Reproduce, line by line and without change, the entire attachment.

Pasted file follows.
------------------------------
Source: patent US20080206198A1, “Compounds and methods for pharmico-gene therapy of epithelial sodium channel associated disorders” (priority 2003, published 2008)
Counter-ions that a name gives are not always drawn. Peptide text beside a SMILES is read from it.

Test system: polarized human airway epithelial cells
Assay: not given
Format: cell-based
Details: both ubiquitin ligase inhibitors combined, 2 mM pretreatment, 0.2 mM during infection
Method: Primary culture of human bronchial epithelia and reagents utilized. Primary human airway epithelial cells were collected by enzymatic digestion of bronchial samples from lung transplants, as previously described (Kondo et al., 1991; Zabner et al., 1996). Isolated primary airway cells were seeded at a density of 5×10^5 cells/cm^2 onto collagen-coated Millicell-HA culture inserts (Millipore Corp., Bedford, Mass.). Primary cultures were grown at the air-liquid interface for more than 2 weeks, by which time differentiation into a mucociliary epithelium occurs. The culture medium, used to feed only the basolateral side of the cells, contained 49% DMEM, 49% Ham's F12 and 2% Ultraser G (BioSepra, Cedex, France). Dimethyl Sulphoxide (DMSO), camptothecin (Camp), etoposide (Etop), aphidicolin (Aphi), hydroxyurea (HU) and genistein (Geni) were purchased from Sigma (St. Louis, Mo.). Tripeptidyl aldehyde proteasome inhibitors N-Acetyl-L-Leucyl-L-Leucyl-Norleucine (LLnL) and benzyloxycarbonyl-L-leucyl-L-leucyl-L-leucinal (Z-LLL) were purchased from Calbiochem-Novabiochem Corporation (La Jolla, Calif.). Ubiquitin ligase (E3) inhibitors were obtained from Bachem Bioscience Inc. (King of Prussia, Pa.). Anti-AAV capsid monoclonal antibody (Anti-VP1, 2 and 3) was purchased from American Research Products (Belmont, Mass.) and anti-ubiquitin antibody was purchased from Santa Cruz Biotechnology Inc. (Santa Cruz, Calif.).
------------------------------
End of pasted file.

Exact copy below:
Source: patent US20080206198A1, “Compounds and methods for pharmico-gene therapy of epithelial sodium channel associated disorders” (priority 2003, published 2008)
Counter-ions that a name gives are not always drawn. Peptide text beside a SMILES is read from it.

Test system: polarized human airway epithelial cells
Assay: not given
Format: cell-based
Details: both ubiquitin ligase inhibitors combined, 2 mM pretreatment, 0.2 mM during infection
Method: Primary culture of human bronchial epithelia and reagents utilized. Primary human airway epithelial cells were collected by enzymatic digestion of bronchial samples from lung transplants, as previously described (Kondo et al., 1991; Zabner et al., 1996). Isolated primary airway cells were seeded at a density of 5×10^5 cells/cm^2 onto collagen-coated Millicell-HA culture inserts (Millipore Corp., Bedford, Mass.). Primary cultures were grown at the air-liquid interface for more than 2 weeks, by which time differentiation into a mucociliary epithelium occurs. The culture medium, used to feed only the basolateral side of the cells, contained 49% DMEM, 49% Ham's F12 and 2% Ultraser G (BioSepra, Cedex, France). Dimethyl Sulphoxide (DMSO), camptothecin (Camp), etoposide (Etop), aphidicolin (Aphi), hydroxyurea (HU) and genistein (Geni) were purchased from Sigma (St. Louis, Mo.). Tripeptidyl aldehyde proteasome inhibitors N-Acetyl-L-Leucyl-L-Leucyl-Norleucine (LLnL) and benzyloxycarbonyl-L-leucyl-L-leucyl-L-leucinal (Z-LLL) were purchased from Calbiochem-Novabiochem Corporation (La Jolla, Calif.). Ubiquitin ligase (E3) inhibitors were obtained from Bachem Bioscience Inc. (King of Prussia, Pa.). Anti-AAV capsid monoclonal antibody (Anti-VP1, 2 and 3) was purchased from American Research Products (Belmont, Mass.) and anti-ubiquitin antibody was purchased from Santa Cruz Biotechnology Inc. (Santa Cruz, Calif.).